The Radical Instituting Power and Democratic Theory


At the center of Castoriadis's political thought lies his steady and uninterrupted effort to elucidate the practice of autonomy and to reconstruct the radical content of democratic politics. Indeed, from his very early writings in Socialisme ou Barbarie 1 to the numerous books that followed his "rediscovery" of the imaginary and especially since the publication of his magnum opus, The Imaginary Institution of Society 2 , one of his main preoccupations was to explore the possibility of renewing democratic theory in the light of the crisis of Marxism and of the limits of inherited thought. His incisive and pathbreaking criticism of structuralism and functionalism should be read in this context. More than a mere academic exercise, it had a clear political meaning 8 . By discrediting and rejecting their reductionist and rationalistic assumptions, Castoriadis made it possible to think anew alterity, creation, and otherness. He sought to replace causality and determinacy so common in the topographical metaphors of "instances," "structures," and "superstructures" with the subversive and creative power of collective subjects who are capable of questioning and shattering instituted structures of domination and of struggling for the instauration of new political, legal, and institutional orders. This makes Castoriadis a philosopher of change and
*I would like to thank David Ames Curtis for his helpful comments and suggestions. is a graduate student at Columbia University completing his dissertation on the political thought of Weben, Schmitt, Arendt, and Castoriadis.


creation. Indeed, the singularity of his political thought consists in his having illuminated the source of form-giving action, political transformation, and new beginnings.' To this end he has formulated the seminal concept of the instituting power of the radical social imaginary, which refers to the creative potential of the multitude.' As central and crucial as this concept is for the redefinition of democracy, so too is its complexity and obscurity. It has been the cause of considerable puzzlement and many controversies. On numerous occasions, Castoriadis himself has acknowledged this problem. "Such recognition" he wrote, "is without doubt, extremely difficult,"° and sometimes can be even "shocking," 7 "unacceptable, if not absurd"' because it "depart{s} from settled habits of thoughts."' It is therefore important for us to undertake a clarification of this concept.' Section One focuses exclusively on the radical social imaginary. Section Two examines and confronts two well-known critiques, by Jurgen Habermas" and Agnes Heller." A considered rejection of these changes provides the point of entry to Section Three. Using the notion of the social imaginary, which I consider remarkable in its originality and its ramifications for democratic theory, I briefly reframe key issues and debates that have been at the heart of recent democratic theory.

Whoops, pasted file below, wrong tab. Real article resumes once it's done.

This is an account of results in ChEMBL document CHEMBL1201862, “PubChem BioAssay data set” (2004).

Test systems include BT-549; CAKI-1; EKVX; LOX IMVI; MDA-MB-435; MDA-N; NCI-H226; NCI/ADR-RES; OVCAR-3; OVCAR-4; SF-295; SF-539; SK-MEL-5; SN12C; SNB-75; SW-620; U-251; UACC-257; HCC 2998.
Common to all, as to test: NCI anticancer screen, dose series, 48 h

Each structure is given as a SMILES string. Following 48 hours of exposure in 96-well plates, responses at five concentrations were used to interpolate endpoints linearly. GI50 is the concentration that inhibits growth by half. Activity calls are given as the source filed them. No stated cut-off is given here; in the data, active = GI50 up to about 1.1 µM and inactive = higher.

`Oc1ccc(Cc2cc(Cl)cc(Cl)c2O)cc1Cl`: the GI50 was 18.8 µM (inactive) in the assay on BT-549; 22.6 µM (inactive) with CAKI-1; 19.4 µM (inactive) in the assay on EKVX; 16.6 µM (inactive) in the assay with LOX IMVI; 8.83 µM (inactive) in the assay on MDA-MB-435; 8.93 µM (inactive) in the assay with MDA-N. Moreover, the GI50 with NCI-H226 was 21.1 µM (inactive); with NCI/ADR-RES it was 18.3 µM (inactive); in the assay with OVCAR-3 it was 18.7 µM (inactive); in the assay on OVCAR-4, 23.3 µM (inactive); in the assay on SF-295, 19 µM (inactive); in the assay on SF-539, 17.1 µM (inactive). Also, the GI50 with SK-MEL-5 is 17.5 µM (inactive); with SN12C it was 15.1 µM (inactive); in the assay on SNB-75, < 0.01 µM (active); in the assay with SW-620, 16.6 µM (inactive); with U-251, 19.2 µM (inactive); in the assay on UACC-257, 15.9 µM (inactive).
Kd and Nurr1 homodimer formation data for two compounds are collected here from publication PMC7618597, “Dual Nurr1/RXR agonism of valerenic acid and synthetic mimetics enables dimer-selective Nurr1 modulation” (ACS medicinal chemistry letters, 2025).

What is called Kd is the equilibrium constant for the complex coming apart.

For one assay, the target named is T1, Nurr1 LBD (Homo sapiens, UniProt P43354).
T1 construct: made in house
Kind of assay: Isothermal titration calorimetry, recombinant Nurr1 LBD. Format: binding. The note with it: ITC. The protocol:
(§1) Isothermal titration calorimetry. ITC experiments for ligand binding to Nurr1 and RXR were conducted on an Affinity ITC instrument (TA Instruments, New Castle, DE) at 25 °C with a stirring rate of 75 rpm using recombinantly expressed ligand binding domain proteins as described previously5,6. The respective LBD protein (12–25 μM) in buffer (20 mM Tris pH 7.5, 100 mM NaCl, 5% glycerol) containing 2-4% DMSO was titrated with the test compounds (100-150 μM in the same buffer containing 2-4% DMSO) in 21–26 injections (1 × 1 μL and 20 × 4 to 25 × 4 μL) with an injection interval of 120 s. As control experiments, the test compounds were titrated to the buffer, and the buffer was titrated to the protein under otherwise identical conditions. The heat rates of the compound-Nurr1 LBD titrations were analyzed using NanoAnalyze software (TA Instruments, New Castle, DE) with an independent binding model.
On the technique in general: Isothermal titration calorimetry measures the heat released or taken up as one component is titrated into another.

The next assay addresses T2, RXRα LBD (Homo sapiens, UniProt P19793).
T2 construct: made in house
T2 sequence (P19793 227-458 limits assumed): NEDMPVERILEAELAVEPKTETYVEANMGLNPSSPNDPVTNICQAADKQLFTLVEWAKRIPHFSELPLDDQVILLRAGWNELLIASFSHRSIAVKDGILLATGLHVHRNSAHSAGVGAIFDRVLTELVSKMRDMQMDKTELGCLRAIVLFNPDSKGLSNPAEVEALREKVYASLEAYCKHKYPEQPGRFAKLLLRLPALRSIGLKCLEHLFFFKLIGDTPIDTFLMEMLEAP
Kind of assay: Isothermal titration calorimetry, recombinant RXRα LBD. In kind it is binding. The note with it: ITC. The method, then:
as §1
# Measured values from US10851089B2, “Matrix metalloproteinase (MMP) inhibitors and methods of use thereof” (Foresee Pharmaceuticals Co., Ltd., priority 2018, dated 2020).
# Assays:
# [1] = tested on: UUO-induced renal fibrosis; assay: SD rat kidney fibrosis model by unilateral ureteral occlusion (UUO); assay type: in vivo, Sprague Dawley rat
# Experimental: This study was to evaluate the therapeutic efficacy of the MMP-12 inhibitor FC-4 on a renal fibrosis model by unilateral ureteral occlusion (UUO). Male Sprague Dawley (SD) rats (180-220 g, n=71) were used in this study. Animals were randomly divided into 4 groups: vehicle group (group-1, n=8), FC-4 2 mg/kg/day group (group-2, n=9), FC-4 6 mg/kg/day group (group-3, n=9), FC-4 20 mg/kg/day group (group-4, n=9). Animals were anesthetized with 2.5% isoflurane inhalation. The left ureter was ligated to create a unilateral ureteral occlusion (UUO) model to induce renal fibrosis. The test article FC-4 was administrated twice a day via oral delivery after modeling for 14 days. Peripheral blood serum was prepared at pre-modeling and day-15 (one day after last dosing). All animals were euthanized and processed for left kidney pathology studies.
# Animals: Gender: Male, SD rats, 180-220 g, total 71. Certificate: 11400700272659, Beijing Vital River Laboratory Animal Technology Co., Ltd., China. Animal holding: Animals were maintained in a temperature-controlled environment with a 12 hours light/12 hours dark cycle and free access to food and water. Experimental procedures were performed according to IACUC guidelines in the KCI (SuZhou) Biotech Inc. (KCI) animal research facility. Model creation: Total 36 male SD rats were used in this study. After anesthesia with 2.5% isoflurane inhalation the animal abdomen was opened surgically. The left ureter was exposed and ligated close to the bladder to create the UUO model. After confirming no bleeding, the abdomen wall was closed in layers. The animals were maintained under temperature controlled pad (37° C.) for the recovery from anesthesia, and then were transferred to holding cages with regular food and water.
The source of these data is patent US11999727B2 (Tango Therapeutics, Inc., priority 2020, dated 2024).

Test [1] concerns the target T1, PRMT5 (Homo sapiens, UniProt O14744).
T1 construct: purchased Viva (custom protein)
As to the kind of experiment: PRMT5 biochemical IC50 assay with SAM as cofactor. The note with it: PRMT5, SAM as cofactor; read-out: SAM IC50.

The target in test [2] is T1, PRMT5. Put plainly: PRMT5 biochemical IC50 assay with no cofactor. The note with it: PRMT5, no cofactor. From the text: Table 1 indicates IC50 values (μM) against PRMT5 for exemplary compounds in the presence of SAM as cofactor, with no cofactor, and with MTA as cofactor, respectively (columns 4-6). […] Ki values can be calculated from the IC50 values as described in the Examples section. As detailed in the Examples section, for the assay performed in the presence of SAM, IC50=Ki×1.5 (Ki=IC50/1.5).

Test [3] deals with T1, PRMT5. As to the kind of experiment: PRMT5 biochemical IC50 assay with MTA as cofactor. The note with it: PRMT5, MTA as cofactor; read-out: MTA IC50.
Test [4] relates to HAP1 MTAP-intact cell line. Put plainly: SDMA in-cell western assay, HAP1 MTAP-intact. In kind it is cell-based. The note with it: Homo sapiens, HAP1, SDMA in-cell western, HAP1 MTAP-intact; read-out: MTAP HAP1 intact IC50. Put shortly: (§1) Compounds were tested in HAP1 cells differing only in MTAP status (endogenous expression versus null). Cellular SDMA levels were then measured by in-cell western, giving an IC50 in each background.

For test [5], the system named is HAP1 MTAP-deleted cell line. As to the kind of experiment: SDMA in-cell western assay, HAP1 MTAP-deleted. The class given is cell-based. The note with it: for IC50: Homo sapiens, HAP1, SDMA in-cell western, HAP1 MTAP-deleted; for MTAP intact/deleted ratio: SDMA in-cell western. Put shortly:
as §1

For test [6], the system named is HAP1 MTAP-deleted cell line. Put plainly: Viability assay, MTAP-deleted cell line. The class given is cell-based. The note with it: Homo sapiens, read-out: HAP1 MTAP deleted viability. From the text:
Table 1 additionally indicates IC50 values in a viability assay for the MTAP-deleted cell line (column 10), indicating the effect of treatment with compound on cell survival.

Society, Castoriadis argued, is the totality of its institutions. This institutional ensemble, what he calls the instituted society, is not functional, purely procedural, or totally instrumental. It embodies particular social imaginary significations, a "magna" of substantive meanings, values, norms, and collective representations that account for the unity and identity of each society, for its unique eidos. 13 The originality of Castoriadis's political thought, however, cannot be accounted for by this definition of society. Rather, its distinctive character emerges from his effort to understand and elucidate the self-alteration of society. "What is it" Castoriadis asked, "that brings about other and new forms of Society ?" 14 What is the origin of changes and modifications?

the creation of society as such. is the instituting society. which is irreducible to any prior laws or actor. Castoriadis sought to illuminate the "unmotivated" and "unintended" origin of the instituted society. some historical laws or economic imperatives or in an omnipotent collective. "is self-creation deployed in history. like. Institutions and the social significations they embody are not the conscious. he redefined autonomy as the lucid and explicit self-institution of society. of the instituting society" ?" Before confronting these questions. however. for example. It is this provocative argument. I consider it helpful to begin by drawing some parallels with two related but more accepted formulations.How is one magna of social imaginary significations replaced by another one ? The origin of the instituted society. first cause or in an extrasocial force." Castoriadis argued. he replied. Building on this insight. They are instead. intended design of an individual or of a group of individuals. homogeneous macrosubject inherent to the traditional elaborations of popular sovereignty."" and therefore it should be recognized as the only source of itself. Rather than looking for a philosophy of history that would have located the source of creation either in a primordial. It is in the tradition of the Scottish Enlightenment and especially in the work of Adam Ferguson that one can find a first modern attempt. structures and agency. Steering between determinism and voluntarism. although in an elementary and crude manner. What does it mean to say that society institutes itself or that society is the source of itself ? Is not Castoriadis personifying the social in the form of macro-subject and adopting a naive anthropomorphic argument? Is he not contradicting his previous claim about the unmotivated origin of society by asserting now that historical creation is "the work of a social imaginary. to conThe Radical Instituting Power and Democratic Theory 11 . Castoriadis deployed a unique theoretical scheme and novel conceptual tools. which corresponds to the creative formgiving power of the radical social imaginary. that has caused the most questioning and is at the origin of many distorted and misleading readings of Castoriadis's theory. "Society. it is important that we attempt a clarification of the concept of the radical social imaginary.